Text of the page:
This alternative question addresses some of the issues posed in Q5 but is a little broader in its application. One of the biggest problems I have seen with the research paper is the difficulty students have in applying either positivism or constructionism and a sociological theory to explain a specific form of deviance. This question will give students some practice in applying the elements of a theory to a given issue, or at least I hope so!
Essentialism, and by extension positivism, is concerned with applying the scientific method to the study of social phenomenon. Sociologists use a positivist approach to understand the nature and extent of deviance, and to try to explain "Why did they do it?" We may use a deductive approach – to collect data on a specific phenomenon from which we may develop a theory that we can further test and refine – or an inductive approach – to apply the basic elements or tenets of a theory to inform what we measure and how, and then evaluate how well the theory worked. Whether we use a deductive or inductive approach, much of our work in the area of deviance involves one or more theories.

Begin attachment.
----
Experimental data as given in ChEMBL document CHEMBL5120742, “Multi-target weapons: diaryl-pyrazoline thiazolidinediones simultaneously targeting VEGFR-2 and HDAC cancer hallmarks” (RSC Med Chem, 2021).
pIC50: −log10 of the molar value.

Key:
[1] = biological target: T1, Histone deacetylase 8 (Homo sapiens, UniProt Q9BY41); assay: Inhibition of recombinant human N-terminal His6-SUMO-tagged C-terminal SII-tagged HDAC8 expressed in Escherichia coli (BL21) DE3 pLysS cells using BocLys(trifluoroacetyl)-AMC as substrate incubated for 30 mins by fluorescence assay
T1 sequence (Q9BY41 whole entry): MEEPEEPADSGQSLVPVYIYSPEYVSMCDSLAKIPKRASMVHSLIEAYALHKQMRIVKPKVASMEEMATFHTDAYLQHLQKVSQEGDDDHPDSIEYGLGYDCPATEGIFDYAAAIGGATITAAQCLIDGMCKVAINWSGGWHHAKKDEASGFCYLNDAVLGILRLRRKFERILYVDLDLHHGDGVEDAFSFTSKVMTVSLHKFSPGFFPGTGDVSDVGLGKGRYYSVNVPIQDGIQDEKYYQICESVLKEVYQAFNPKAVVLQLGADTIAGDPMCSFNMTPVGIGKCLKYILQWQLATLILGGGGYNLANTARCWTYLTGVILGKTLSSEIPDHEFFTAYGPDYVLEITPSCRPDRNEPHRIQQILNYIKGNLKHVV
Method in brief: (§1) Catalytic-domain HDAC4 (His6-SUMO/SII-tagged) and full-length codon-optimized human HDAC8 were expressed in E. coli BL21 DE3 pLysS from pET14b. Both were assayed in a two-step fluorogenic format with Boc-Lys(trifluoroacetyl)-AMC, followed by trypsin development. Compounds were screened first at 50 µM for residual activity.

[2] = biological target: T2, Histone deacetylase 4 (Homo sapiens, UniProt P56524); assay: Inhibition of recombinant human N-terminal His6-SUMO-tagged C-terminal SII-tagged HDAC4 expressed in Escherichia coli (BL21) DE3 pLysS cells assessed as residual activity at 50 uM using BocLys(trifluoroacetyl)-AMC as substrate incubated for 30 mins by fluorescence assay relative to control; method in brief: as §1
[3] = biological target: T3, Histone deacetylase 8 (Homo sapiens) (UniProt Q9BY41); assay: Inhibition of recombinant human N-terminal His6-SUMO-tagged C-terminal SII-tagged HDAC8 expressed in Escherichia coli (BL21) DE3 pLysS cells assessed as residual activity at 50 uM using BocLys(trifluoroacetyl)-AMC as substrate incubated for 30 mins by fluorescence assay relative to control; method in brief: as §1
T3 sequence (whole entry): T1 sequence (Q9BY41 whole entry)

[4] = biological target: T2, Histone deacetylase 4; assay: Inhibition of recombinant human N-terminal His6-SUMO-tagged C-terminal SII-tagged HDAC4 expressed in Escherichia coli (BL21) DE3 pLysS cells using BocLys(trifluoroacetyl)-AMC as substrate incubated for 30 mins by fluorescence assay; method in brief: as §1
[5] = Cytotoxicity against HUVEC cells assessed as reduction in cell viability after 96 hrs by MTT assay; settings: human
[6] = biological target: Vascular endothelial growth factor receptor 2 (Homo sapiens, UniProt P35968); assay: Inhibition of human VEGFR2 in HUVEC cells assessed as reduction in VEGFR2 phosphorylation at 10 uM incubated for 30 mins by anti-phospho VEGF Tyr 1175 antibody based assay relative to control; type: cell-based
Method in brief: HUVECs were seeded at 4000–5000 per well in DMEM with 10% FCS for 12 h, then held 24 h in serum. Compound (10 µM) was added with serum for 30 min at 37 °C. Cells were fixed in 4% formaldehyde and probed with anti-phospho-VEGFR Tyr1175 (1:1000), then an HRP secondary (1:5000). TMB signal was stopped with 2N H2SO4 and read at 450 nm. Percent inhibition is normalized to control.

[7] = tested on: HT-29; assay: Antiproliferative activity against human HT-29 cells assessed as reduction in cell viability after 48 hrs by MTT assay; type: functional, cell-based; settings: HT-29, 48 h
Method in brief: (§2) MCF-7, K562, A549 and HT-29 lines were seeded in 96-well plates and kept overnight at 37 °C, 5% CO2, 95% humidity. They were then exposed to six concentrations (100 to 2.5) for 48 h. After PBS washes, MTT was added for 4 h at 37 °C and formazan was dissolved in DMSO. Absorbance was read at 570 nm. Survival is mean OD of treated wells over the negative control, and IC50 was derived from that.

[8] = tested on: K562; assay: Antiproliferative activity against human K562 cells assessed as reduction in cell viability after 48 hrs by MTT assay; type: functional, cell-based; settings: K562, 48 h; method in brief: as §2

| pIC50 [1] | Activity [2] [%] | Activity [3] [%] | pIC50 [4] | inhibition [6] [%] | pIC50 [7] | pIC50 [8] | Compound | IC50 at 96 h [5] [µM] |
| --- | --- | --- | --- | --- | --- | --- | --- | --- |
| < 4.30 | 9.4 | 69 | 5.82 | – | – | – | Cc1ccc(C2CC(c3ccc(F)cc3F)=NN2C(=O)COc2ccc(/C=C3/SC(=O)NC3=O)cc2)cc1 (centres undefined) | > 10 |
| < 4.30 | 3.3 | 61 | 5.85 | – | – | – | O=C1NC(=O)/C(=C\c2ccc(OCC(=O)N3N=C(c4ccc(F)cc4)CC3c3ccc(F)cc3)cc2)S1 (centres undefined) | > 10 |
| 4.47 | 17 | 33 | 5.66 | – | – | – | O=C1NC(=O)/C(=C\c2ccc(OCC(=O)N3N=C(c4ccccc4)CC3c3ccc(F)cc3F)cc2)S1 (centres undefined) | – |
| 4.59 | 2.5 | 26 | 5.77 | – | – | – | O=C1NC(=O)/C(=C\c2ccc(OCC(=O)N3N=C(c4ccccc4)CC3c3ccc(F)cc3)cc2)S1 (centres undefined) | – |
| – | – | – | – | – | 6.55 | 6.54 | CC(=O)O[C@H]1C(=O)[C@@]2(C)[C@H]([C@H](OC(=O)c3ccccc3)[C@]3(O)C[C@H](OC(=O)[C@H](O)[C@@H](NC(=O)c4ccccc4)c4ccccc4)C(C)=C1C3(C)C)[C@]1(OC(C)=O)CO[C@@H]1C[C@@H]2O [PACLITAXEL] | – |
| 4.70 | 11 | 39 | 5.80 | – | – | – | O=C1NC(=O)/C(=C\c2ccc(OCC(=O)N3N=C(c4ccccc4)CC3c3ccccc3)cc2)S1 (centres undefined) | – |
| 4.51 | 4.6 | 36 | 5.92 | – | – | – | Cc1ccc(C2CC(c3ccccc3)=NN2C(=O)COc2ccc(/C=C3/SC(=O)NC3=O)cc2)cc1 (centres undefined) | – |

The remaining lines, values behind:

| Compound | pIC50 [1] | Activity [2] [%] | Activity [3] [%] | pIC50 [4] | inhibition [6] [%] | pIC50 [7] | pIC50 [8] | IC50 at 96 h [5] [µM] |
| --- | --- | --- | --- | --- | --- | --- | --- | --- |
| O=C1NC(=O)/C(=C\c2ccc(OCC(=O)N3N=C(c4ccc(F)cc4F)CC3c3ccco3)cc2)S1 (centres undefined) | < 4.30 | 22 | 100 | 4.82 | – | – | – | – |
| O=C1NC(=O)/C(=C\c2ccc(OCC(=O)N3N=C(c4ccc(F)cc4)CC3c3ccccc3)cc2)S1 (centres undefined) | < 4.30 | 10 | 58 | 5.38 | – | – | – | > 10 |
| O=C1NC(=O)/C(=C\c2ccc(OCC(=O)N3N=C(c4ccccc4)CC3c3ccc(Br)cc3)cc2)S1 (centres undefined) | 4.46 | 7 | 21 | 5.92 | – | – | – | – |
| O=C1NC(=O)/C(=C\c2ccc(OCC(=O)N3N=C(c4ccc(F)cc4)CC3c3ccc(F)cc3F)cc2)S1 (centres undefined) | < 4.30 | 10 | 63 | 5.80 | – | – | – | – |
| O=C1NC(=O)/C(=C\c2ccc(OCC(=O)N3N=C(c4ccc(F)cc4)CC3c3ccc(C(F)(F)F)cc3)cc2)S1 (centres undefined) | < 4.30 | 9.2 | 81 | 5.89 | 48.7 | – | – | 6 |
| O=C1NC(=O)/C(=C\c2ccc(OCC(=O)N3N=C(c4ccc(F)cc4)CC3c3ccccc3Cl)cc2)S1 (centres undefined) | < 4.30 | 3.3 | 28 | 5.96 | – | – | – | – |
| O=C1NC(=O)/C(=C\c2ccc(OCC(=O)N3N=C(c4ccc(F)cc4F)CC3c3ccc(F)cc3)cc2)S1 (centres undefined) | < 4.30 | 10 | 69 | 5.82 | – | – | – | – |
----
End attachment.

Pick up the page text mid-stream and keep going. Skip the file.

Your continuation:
There are two parts to this question; please address both in your answer.In general, what role does theory have in the study of deviance from a positivist perspective? In other words, what value does a theory or theories have in studying and explaining deviance?Select one of the forms of deviance listed below (or use your own example). Next, select one of the theories described in the text and discuss how that theory might help us understand and explain that form of deviance. Please be aware that not all of the theories will be equally useful in explaining each form of deviance; some may work better than others!juvenile delinquencyprostitutionmental illnessobesitysubstance abusebody modification (e.g. tattooing, piercing, etc.)